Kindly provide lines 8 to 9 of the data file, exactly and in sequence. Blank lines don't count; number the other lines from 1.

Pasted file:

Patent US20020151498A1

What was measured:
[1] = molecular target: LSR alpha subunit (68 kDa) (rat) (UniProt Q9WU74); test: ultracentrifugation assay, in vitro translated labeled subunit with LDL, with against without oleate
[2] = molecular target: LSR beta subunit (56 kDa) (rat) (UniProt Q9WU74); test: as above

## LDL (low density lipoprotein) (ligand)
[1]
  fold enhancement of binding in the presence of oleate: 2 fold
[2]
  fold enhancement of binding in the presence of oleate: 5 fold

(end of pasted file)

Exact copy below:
[2]
  fold enhancement of binding in the presence of oleate: 5 fold